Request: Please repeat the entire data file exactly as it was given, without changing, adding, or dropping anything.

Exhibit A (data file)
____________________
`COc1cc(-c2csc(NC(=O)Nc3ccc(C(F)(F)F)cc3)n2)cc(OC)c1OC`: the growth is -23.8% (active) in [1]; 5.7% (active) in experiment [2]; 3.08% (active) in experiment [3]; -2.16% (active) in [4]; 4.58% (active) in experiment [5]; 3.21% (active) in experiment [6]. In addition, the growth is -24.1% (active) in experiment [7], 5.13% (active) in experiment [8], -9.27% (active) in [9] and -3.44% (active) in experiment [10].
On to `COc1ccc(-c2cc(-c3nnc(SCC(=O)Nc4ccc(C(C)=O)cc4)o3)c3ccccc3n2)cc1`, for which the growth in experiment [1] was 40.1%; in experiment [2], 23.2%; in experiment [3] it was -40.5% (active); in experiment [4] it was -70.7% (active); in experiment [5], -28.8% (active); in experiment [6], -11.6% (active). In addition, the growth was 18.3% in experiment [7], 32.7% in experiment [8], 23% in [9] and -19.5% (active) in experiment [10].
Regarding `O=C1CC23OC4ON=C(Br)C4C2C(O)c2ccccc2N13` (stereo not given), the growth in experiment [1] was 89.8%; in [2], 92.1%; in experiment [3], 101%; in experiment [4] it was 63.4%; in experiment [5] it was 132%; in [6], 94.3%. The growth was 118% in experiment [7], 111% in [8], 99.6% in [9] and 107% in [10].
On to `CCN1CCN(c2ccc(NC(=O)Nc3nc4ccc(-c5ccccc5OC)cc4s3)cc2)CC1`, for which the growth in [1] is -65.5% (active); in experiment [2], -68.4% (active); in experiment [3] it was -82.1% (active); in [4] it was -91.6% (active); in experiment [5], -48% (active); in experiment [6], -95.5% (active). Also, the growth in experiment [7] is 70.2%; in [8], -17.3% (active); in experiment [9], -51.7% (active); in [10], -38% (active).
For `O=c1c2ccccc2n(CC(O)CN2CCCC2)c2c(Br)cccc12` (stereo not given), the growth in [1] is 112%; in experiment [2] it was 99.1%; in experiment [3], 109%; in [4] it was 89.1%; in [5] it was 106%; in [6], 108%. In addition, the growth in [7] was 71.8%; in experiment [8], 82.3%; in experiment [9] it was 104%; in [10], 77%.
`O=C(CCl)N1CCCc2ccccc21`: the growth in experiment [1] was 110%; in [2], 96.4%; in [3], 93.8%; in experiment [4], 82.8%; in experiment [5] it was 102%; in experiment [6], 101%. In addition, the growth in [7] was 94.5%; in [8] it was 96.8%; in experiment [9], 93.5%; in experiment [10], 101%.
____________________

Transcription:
`COc1cc(-c2csc(NC(=O)Nc3ccc(C(F)(F)F)cc3)n2)cc(OC)c1OC`: the growth is -23.8% (active) in [1]; 5.7% (active) in experiment [2]; 3.08% (active) in experiment [3]; -2.16% (active) in [4]; 4.58% (active) in experiment [5]; 3.21% (active) in experiment [6]. In addition, the growth is -24.1% (active) in experiment [7], 5.13% (active) in experiment [8], -9.27% (active) in [9] and -3.44% (active) in experiment [10].
On to `COc1ccc(-c2cc(-c3nnc(SCC(=O)Nc4ccc(C(C)=O)cc4)o3)c3ccccc3n2)cc1`, for which the growth in experiment [1] was 40.1%; in experiment [2], 23.2%; in experiment [3] it was -40.5% (active); in experiment [4] it was -70.7% (active); in experiment [5], -28.8% (active); in experiment [6], -11.6% (active). In addition, the growth was 18.3% in experiment [7], 32.7% in experiment [8], 23% in [9] and -19.5% (active) in experiment [10].
Regarding `O=C1CC23OC4ON=C(Br)C4C2C(O)c2ccccc2N13` (stereo not given), the growth in experiment [1] was 89.8%; in [2], 92.1%; in experiment [3], 101%; in experiment [4] it was 63.4%; in experiment [5] it was 132%; in [6], 94.3%. The growth was 118% in experiment [7], 111% in [8], 99.6% in [9] and 107% in [10].
On to `CCN1CCN(c2ccc(NC(=O)Nc3nc4ccc(-c5ccccc5OC)cc4s3)cc2)CC1`, for which the growth in [1] is -65.5% (active); in experiment [2], -68.4% (active); in experiment [3] it was -82.1% (active); in [4] it was -91.6% (active); in experiment [5], -48% (active); in experiment [6], -95.5% (active). Also, the growth in experiment [7] is 70.2%; in [8], -17.3% (active); in experiment [9], -51.7% (active); in [10], -38% (active).
For `O=c1c2ccccc2n(CC(O)CN2CCCC2)c2c(Br)cccc12` (stereo not given), the growth in [1] is 112%; in experiment [2] it was 99.1%; in experiment [3], 109%; in [4] it was 89.1%; in [5] it was 106%; in [6], 108%. In addition, the growth in [7] was 71.8%; in experiment [8], 82.3%; in experiment [9] it was 104%; in [10], 77%.
`O=C(CCl)N1CCCc2ccccc21`: the growth in experiment [1] was 110%; in [2], 96.4%; in [3], 93.8%; in experiment [4], 82.8%; in experiment [5] it was 102%; in experiment [6], 101%. In addition, the growth in [7] was 94.5%; in [8] it was 96.8%; in experiment [9], 93.5%; in experiment [10], 101%.